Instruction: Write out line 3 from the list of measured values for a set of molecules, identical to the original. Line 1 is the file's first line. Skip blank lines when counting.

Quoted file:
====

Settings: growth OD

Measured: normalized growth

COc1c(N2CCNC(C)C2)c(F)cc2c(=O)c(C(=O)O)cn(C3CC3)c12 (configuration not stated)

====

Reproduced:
COc1c(N2CCNC(C)C2)c(F)cc2c(=O)c(C(=O)O)cn(C3CC3)c12 (configuration not stated)